• I’m only 23 and always wore a seat belt but I do it too! One time I stopped short and I instinctively pushed my friend back into his seat. He said it was really cute.

  4. I grew up in the 1990s and my mom would still do that if she had to break suddenly and even when I was wearing a seat belt, she would always put her arm across.

    • I grew up in the era after seatbelts were standard issue and worn without question. Even with a seatbelt, if the car stopped short, my mom would put her arm across too.

  5. I started wearing a seat belt around 1965 or 1966 because my brother was taking driver’s ed and got us to wear them.

  6. My mom still does this. Whenever she stops short she sticks her hand out like that, in fact she just did itwith me the other day and I’m almost 30. She’s about Sally’s age so I’m thinking she grew up with her parents doing that and it became a habit for her as well.

    • Exactly right, Jeanne! I’m just four years older than Sally, and my kids are now 28 and 30. They were in car seats or wore seatbelts ball of their lives, but I always threw my arm out in sudden stops. I’ve always known that I had learned it from my mom. It was so much fun to see Don do it!

  7. I may be off, but I seem to recall Season I Betty in the car w/ the kids and her stopping suddenly (with her hand paralysis) and the kids flying around in the backseat. I sure remember those days. My parents were early adopters for seatbelts in the early ’60’s (they made a special appointment to get them installed in the car), but I sure remember lots of flying around in most cars I rose in as a kid those days.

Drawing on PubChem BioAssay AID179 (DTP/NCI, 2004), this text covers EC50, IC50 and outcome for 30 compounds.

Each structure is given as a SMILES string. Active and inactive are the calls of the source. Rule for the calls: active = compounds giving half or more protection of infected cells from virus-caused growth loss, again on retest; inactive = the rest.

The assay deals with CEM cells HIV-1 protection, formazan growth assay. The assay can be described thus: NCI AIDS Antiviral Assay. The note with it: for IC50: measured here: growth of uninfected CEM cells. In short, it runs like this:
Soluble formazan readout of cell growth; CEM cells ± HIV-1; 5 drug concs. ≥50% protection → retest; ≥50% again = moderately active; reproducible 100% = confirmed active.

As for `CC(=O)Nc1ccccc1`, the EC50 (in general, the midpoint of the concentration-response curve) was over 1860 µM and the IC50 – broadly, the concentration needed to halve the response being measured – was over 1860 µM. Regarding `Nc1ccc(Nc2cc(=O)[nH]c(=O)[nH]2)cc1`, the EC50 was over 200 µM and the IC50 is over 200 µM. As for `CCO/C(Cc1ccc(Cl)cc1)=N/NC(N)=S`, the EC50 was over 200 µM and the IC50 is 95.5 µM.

There’s a funny bit in a Seinfeld episode that deals with the “protective arm” issue involving George Costanza’s parents. Same move.

    • bestbets, see the author (Matt Maul)’s response to my comment up at #2, for the link to this scene from Seinfeld.

      “He stopped short!”

      • My bad — I skimmed too quick. I should have know this crew would have picked that up right away!

  8. Yet, most of us survived 60’s and 70’s parenting. Rest assured, our kids will have similar reserves about our modern age parenting.
    Having said that, my kids travel only in approved car seats, buckled up.
    They were doing their best back then, just like we’re doing our best now and won’t it be interesting to find out in a couple of decades the horrible safety hazards we blissfully ignore now.

  9. It’s interesting to compare safety rules, then and now. I think there’s basically much more safety regulation now – speeding limits, seat belts, warning signs, devices in cars, devices monitoring traffic and speeding limits, etc. Compared to this, the 60s was the Wild West of automobile driving. Cars also seemed longer, in general, more distance to cover looking out the back, where now a large and long car is a choice among many sizes. The VW bug was such an anomaly and every college kid wanted one – it was not-your-father’s-car, a generational marker.

    I chuckled when I saw Don stick out his arm to ‘protect’ the kids, a memory of my own experience driving with the parents, and I wonder how we all survived. I also remember the freedom of not having to wear a seat belt, especially as the size and weight of the seat belt buckle, when sea tbelts first came onto the market with cars, were so clunky and huge.

  10. We’re all buckled in, but I still do the arm-block motion when either of my kids are up front! Maternal Instinct,
    Anyone remember the Ad Council ‘eggs-in-a-box’ commercial, where the eggs are first loose and then taped into a box to show how safely belts kept you from ‘cracking up’. (pardon the bad pun!)

  11. My Mom did the protective arm for me in the 70’s and 80’s even though I always wore a seatbelt and it made me feel very loved. I sort of felt a little sad when she stopped doing it šŸ™‚